Scouting Report: Melvin Gordon, RB, Wisconsin

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Getting around the edge





Gordon also has a great ability to get to the edge and turn his run upfield at the numbers. He has the athleticism to outrun defenders to the sideline and turn the corner, which is necessary for an RB in the NFL. If there’s nothing availbe up the middle, Gordon will definitely be able to bounce it outside.


Patience



On zone runs and pull plays, Gordon demonstrated adequate patience to let his blockers open up holes for him. While it’s not something he had to do too often because of the excellent offensive line in front of him, Gordon has the ability to wait for his blocks to develop and then hit the hole.


Balance



Gordon displays an excellent sense of balance on his runs. He’ll be able to break shestring tackles and stay upright in a number of situations.


Pass Catching

I would include gifs of Gordon catching passes, but just like in his tape, that won’t be found in this article. Ok, that’s not entirely true. Gordon did catch some passes, but only had 22 receptions in his career at Wisconsin (19 his senior year). I can’t say he’s a bad receiver because I simply don’t have enough information on it. His hands seemed inconsistent and he didn’t look comfortable catching the football in the plays I did see, but again, that’s based off of limited information. He wasn’t asked to receive. Sure, he ran some flat routes and was there as a relief valve for some dumpoffs after chipping, but that was about it. Pass catching is huge these days for RBs in the NFL, and not being asked to do it at Wisconsin is going to hurt him a little. Gordon’s biggest value as is as a runner, and I don’t think he’ll be spending much time on the field in third down situations no matter where he goes in the NFL, in his first year at least.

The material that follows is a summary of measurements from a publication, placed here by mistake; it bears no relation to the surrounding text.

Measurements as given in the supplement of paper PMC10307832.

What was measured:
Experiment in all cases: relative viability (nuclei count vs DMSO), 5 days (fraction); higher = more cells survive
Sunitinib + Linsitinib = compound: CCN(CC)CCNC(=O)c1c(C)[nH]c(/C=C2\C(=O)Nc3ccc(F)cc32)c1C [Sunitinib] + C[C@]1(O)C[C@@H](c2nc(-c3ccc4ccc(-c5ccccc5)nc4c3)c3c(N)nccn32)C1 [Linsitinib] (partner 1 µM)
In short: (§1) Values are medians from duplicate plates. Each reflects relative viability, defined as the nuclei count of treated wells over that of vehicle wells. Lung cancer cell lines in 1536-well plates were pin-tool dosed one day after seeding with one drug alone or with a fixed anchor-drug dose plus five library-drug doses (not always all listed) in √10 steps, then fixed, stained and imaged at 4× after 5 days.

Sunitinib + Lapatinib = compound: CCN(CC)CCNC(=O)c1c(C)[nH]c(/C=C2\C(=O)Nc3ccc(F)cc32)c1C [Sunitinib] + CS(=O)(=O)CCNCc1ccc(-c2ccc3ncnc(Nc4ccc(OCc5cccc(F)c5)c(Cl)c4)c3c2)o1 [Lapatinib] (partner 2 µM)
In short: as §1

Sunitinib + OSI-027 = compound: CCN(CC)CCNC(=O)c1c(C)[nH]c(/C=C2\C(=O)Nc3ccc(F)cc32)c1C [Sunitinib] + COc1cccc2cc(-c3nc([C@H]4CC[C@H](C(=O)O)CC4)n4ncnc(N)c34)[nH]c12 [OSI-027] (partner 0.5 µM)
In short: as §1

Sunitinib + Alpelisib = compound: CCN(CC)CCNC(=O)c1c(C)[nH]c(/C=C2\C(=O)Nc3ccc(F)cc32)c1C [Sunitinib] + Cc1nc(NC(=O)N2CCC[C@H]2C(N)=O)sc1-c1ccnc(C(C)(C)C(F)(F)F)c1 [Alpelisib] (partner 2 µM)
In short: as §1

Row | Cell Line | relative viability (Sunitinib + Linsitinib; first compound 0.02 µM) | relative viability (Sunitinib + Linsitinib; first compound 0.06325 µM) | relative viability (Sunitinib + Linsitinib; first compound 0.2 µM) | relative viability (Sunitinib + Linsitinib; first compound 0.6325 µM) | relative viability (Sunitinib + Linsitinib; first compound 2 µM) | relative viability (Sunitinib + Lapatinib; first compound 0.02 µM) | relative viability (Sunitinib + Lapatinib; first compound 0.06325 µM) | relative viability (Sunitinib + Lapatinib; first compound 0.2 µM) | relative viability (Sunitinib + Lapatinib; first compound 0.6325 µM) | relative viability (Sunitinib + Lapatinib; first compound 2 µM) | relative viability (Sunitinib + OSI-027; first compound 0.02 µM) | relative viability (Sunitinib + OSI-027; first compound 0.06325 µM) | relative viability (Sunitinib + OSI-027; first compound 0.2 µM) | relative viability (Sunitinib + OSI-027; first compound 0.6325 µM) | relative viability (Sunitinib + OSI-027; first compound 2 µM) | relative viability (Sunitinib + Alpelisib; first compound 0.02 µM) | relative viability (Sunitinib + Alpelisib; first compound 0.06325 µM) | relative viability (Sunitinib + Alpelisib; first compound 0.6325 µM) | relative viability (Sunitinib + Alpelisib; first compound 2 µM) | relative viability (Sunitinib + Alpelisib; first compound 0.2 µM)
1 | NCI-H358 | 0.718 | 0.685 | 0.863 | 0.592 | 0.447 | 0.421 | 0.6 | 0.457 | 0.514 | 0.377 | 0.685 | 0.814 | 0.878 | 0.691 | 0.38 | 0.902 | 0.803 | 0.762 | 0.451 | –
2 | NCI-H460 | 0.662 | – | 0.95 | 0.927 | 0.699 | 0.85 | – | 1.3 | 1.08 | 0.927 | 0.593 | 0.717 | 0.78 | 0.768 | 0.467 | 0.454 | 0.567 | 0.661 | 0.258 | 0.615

Pass Protection




Gordon is a very willing pass protector. He doesn’t shy away from trying to block opponents, but he’s unrefined. It may have been what he was coached to do, but he attacks defenders the line of scrimmage at the snap on pass plays. In a lot of schemes in the NFL, the RB is responsible for sitting back a little and then either helping out a struggling lineman of picking up a free rusher. Gordon didn’t really show that he can do that in college. It will require coaching, but he should take to it. As you can see in the gifs above, his attacking style can lead to some really impressive plays, like the first two where he pancakes the defenders. In fact, the first block really demonstrates the total package in what you want from a RB in pass protection. He’s able to get a free rusher on the other side of the QB, which isn’t easy. However, he needs to be more consistent. Gordon’s attacking style can also lead to him overrunning the defender, whiffing completely. Those kinds of missed blocks turn into sacks in the NFL and need to be corrected.

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Matt Fries

Matt fell in love with football as a young kid, but his passion for the strategy on the game flourished as a hobby during his time in college. Now graduated, Matt loves scouting individual players as well as breaking down strategies teams use to create winning plays. For all of Matt's articles: <strong><a href="http://nflbreakdowns.com/author/MattFries/">Click Here</a>.</strong>